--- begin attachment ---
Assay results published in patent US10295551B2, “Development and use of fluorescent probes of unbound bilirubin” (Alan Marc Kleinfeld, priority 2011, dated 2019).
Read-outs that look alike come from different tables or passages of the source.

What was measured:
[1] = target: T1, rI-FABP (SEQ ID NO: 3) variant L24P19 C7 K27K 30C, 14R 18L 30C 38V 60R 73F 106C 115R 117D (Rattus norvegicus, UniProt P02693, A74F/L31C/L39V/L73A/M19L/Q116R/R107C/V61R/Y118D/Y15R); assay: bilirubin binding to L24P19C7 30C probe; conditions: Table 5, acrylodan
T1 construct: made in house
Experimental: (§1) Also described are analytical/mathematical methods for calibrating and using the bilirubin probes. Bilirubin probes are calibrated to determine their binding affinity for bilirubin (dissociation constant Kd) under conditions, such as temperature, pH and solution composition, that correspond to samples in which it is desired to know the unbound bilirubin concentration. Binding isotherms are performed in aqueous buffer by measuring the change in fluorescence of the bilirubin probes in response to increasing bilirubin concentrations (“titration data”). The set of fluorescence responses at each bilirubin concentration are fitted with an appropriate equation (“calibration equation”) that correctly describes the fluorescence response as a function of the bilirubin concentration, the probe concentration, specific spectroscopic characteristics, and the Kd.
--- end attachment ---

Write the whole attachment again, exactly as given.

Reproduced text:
Assay results published in patent US10295551B2, “Development and use of fluorescent probes of unbound bilirubin” (Alan Marc Kleinfeld, priority 2011, dated 2019).
Read-outs that look alike come from different tables or passages of the source.

What was measured:
[1] = target: T1, rI-FABP (SEQ ID NO: 3) variant L24P19 C7 K27K 30C, 14R 18L 30C 38V 60R 73F 106C 115R 117D (Rattus norvegicus, UniProt P02693, A74F/L31C/L39V/L73A/M19L/Q116R/R107C/V61R/Y118D/Y15R); assay: bilirubin binding to L24P19C7 30C probe; conditions: Table 5, acrylodan
T1 construct: made in house
Experimental: (§1) Also described are analytical/mathematical methods for calibrating and using the bilirubin probes. Bilirubin probes are calibrated to determine their binding affinity for bilirubin (dissociation constant Kd) under conditions, such as temperature, pH and solution composition, that correspond to samples in which it is desired to know the unbound bilirubin concentration. Binding isotherms are performed in aqueous buffer by measuring the change in fluorescence of the bilirubin probes in response to increasing bilirubin concentrations (“titration data”). The set of fluorescence responses at each bilirubin concentration are fitted with an appropriate equation (“calibration equation”) that correctly describes the fluorescence response as a function of the bilirubin concentration, the probe concentration, specific spectroscopic characteristics, and the Kd.